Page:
Nearly ev­ery line is full of abuse of some kind or other, but de­liv­ered with an am­bigu­ous, straight-faced mix­ture of an­tag­o­nism and good fel­low­ship. And, like the Bri­tish some­times he is spot-on. He’s as likely to satirise fel­low colum­nist Mi­randa Devine as he is Ju­lia Gil­lard. Read­ing him, I’m some­times re­minded of pug­na­cious Amer­i­can comic Ge­orge Car­lin’s line that, ‘‘ Com­edy is a so­cially ac­cept­able form of hos­til­ity and ag­gres­sion; that is what comics do, stand the world up­side down.’’

Hilde­brand, still in his mid-30s, spends his days mock­ing those who claim au­thor­ity and pok­ing fun at the po­lit­i­cal sys­tem, race re­la­tions, gen­der is­sues and pre­vail­ing stan­dards and taboos in ev­ery­day life. He’s a prankster rather than a pun­dit and there’s ‘‘ some­thing a bit late-1960s about him, a whiff of the coun­tercul­ture. But then, as we used to say, scratch a hip­pie and you’ll find a thought po­lice­man.

Still, he is al­ways clever and un­pre­dictable in his in­creas­ingly fre­quent TV panel ap­pear­ances on the ABC’s Q& A, and on Sky News’

The Paul Mur­ray Show he cuts through ide­o­log­i­cal cant and raises in­ter­est­ing ques­tions in his di­shev­elled, quizzi­cal way.

This new se­ries should be the start of an en­ter­tain­ing run of ar­gu­men­ta­tive shows, hope­fully fronted by a dis­arm­ing guy who shows that not all ABC types wear san­dals, drink green tea and con­gest Sydney’s cy­cle lanes, as is of­ten claimed.

T HE hu­mour is far more polished in

Veep, the to­tally bril­liant new HBO

com­edy star­ring Se­in­feld’s Ju­lia Louis-Drey­fus. It was cre­ated by Ar­mando Ian­nucci as a kind of Amer­i­can spin-off from his won­der­ful se­ries

The Thick of It; if you like po­lit­i­cal satire de­liv­ered with fright­en­ing real-life pro­fan­ity and Machi­avel­lian skul­dug­gery you have to kind of al­most manic com­edy has to be in­stinc­tual. Louis-Drey­fus ob­vi­ously thrives on this ap­proach and many of her mo­ments seem im­pro­vised.

She has a fas­tid­i­ous way of shap­ing a sen­tence which, once con­structed, is of­ten dis­man­tled by a pan­icked, al­most syn­co­pated stut­ter a lit­tle rem­i­nis­cent of Jack Lemmon’s de­liv­ery — a giddy vo­cal flut­ter­ing that emerges when things don’t go just right.

At times there is also a sim­i­lar sort of manic bor­der­line-pa­thetic style, though she tosses off the ‘‘ F-bomb’’ with won­der­ful flu­ency. She re­ally is a clown of dis­tinc­tion, adept at ex­ploit­ing her own foibles and in­ad­e­qua­cies.

Dumb, Drunk & Racist, Wed­nes­day, 9.30pm, ABC2.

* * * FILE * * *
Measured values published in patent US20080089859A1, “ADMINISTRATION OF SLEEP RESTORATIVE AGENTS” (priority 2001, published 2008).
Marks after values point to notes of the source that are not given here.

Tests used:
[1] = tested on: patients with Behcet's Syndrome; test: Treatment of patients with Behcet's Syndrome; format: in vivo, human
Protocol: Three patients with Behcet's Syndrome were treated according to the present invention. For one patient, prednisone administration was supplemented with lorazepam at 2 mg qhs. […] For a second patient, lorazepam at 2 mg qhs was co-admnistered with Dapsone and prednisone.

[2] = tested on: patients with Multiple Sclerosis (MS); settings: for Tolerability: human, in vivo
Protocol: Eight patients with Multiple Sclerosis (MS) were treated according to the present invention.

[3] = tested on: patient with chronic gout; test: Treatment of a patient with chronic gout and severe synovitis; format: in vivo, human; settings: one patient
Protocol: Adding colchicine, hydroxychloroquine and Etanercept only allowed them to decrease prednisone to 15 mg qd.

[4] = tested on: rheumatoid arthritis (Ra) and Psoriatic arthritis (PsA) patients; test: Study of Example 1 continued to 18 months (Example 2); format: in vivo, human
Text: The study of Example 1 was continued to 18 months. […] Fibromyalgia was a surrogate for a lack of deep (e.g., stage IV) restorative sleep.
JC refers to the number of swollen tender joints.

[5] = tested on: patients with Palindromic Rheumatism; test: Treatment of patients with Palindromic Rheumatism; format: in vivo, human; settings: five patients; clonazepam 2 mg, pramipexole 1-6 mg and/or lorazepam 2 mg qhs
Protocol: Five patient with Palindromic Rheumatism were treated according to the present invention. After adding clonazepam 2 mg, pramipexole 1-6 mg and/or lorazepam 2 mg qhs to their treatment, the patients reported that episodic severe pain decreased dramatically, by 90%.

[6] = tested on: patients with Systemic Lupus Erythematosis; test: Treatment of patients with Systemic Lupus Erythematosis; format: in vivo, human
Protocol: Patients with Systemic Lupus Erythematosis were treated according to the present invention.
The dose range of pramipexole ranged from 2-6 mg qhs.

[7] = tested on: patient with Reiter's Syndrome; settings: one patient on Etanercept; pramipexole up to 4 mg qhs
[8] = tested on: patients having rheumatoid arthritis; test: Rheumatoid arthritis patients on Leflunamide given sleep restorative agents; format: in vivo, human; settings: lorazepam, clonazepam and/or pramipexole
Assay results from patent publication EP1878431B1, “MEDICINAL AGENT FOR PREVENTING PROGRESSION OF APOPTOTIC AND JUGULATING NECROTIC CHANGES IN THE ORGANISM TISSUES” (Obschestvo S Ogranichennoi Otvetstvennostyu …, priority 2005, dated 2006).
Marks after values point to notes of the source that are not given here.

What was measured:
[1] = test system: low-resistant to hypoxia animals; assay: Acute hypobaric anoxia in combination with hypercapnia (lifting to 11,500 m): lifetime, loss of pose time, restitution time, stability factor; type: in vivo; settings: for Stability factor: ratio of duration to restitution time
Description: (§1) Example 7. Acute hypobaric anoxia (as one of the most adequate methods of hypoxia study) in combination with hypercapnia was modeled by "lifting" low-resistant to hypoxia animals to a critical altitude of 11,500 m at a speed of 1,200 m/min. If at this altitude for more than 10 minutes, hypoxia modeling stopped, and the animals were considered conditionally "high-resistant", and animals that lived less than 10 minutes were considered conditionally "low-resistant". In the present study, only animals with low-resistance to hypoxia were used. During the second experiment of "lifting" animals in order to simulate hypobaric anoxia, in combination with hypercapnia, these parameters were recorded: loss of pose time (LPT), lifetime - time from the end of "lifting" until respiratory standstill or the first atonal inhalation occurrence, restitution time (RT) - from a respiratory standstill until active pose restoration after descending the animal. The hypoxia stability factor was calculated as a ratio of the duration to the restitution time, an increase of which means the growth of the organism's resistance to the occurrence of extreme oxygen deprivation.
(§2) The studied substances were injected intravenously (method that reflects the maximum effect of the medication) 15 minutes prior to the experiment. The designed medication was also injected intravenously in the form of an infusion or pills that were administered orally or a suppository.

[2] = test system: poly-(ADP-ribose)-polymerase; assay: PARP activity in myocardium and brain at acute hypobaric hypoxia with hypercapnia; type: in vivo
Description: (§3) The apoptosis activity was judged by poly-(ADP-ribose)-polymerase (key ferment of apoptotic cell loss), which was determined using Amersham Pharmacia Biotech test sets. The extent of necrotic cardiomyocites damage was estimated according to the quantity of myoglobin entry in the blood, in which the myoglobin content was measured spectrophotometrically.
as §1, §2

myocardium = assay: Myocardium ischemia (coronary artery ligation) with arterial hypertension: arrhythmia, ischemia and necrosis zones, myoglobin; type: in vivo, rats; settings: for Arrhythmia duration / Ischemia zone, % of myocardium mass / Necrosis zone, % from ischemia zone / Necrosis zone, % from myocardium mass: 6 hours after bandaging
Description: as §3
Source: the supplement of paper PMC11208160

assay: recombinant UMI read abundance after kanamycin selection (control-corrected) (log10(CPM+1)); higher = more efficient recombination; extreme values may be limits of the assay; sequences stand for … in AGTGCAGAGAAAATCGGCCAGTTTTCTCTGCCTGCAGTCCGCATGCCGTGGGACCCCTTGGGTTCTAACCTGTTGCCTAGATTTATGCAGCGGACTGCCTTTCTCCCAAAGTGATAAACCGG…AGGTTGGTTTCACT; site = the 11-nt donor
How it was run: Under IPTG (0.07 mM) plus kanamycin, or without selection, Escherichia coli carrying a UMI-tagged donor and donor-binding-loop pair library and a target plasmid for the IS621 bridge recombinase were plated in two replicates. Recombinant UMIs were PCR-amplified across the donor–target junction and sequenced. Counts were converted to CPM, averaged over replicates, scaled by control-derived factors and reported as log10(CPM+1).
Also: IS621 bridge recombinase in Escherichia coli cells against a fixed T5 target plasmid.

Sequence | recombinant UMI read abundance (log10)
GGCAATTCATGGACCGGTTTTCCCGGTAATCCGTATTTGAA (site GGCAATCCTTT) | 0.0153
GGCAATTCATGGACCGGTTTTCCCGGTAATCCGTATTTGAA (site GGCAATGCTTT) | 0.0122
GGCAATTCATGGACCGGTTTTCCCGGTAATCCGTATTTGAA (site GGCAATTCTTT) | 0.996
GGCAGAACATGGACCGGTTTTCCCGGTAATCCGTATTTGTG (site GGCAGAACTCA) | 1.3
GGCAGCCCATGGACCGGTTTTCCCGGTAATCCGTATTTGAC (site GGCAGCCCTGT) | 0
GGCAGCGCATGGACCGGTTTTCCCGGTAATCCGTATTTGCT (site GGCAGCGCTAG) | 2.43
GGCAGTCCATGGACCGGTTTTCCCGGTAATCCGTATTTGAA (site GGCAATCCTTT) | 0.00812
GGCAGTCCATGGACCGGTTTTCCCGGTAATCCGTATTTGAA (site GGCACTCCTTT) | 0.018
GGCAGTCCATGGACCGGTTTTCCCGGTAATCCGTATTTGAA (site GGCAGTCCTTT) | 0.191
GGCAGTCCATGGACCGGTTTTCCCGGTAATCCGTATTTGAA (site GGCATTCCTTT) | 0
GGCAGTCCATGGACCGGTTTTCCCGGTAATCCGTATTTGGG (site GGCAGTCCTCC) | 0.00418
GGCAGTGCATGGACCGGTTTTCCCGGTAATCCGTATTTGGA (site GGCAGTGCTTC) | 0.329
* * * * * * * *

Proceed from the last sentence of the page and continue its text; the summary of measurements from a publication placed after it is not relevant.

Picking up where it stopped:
Veep, from Sun­day, June 24, 7.30pm, Show­case.

SEC­OND THOUGHTS . . .

I’VE been try­ing to catch up with the new FX chan­nel on Fox­tel but so far have only caught ran­dom episodes of some of the shows. I’m knocked out by The Kill Point, although fu­ri­ous that I’ve caught it twice now out of se­quence.

The Kill Point is an eight-hour se­ries cen­tred on a bank rob­bery, com­mit­ted by a team of masked Iraq war veter­ans, that goes wrong. More than a dozen hostages from all walks of life are taken, rang­ing from the daugh­ter of a busi­ness ty­coon to an adul­ter­ous cou­ple.

As the volatile sol­diers plot their way out, the ne­go­tia­tor, Horst Cali, played by a tough de­ter­mined Don­nie Wahlberg, tries to an­tic­i­pate the moves of leader Mr Wolf, the bril­liant John Leguizamo, in a won­der­ful duel of testos­terone-driven wits. Think Al Pa­cino and Robert De Niro in Heat.

Then there’s Jus­ti­fied, based on one of the great crime writer El­more Leonard’s favourite char­ac­ters. Ray­lan Givens, played in­sou­ciantly by Ti­mothy Olyphant, is a one-time coalminer who is back in Harlan County, Ken­tucky, as a deputy US mar­shal. His un­con­ven­tional jus­tice en­force­ment makes him a tar­get for crim­i­nals and a prob­lem for his su­pe­ri­ors.

This se­ries set­tles down into a won­der­ful witches’ brew of old west and con­tem­po­rary law en­force­ment with all of Leonard’s won­der­ful weird­ness (he’s also ex­ec­u­tive pro­ducer) and black com­edy — that al­most sur­real di­a­logue and the gen­tly sar­donic amuse­ment at all things crim­i­nal.

Ju­lia Louis-Drey­fus as Selina Meyer

Singh, Bhard­waj, Hilde­brand, Bud­hwar and Chaud­hary in Dumb, Drunk and Racist